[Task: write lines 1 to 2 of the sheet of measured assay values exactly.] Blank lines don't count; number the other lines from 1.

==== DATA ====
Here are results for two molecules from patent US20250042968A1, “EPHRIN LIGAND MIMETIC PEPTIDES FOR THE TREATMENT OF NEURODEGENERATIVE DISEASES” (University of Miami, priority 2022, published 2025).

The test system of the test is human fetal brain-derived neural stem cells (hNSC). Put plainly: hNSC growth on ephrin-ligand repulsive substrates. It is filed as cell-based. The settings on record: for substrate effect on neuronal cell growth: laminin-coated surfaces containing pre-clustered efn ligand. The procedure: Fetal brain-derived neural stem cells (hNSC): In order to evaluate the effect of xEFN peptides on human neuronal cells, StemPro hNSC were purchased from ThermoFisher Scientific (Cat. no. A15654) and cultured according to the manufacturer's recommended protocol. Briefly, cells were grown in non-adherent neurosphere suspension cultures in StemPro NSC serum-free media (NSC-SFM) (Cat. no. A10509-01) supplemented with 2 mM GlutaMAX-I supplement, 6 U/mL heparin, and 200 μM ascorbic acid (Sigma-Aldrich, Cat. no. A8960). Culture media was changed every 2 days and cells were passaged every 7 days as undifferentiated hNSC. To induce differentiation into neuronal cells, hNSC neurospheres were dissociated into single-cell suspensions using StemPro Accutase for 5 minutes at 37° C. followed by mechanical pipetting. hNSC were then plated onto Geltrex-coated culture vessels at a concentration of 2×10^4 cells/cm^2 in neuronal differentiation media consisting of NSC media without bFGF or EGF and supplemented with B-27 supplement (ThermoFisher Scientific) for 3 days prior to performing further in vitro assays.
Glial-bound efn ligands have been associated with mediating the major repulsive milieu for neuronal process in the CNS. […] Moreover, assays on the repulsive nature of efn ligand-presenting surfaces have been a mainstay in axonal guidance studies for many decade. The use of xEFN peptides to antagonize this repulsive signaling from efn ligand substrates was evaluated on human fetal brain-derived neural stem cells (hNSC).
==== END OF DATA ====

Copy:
Here are results for two molecules from patent US20250042968A1, “EPHRIN LIGAND MIMETIC PEPTIDES FOR THE TREATMENT OF NEURODEGENERATIVE DISEASES” (University of Miami, priority 2022, published 2025).

The test system of the test is human fetal brain-derived neural stem cells (hNSC). Put plainly: hNSC growth on ephrin-ligand repulsive substrates. It is filed as cell-based. The settings on record: for substrate effect on neuronal cell growth: laminin-coated surfaces containing pre-clustered efn ligand. The procedure: Fetal brain-derived neural stem cells (hNSC): In order to evaluate the effect of xEFN peptides on human neuronal cells, StemPro hNSC were purchased from ThermoFisher Scientific (Cat. no. A15654) and cultured according to the manufacturer's recommended protocol. Briefly, cells were grown in non-adherent neurosphere suspension cultures in StemPro NSC serum-free media (NSC-SFM) (Cat. no. A10509-01) supplemented with 2 mM GlutaMAX-I supplement, 6 U/mL heparin, and 200 μM ascorbic acid (Sigma-Aldrich, Cat. no. A8960). Culture media was changed every 2 days and cells were passaged every 7 days as undifferentiated hNSC. To induce differentiation into neuronal cells, hNSC neurospheres were dissociated into single-cell suspensions using StemPro Accutase for 5 minutes at 37° C. followed by mechanical pipetting. hNSC were then plated onto Geltrex-coated culture vessels at a concentration of 2×10^4 cells/cm^2 in neuronal differentiation media consisting of NSC media without bFGF or EGF and supplemented with B-27 supplement (ThermoFisher Scientific) for 3 days prior to performing further in vitro assays.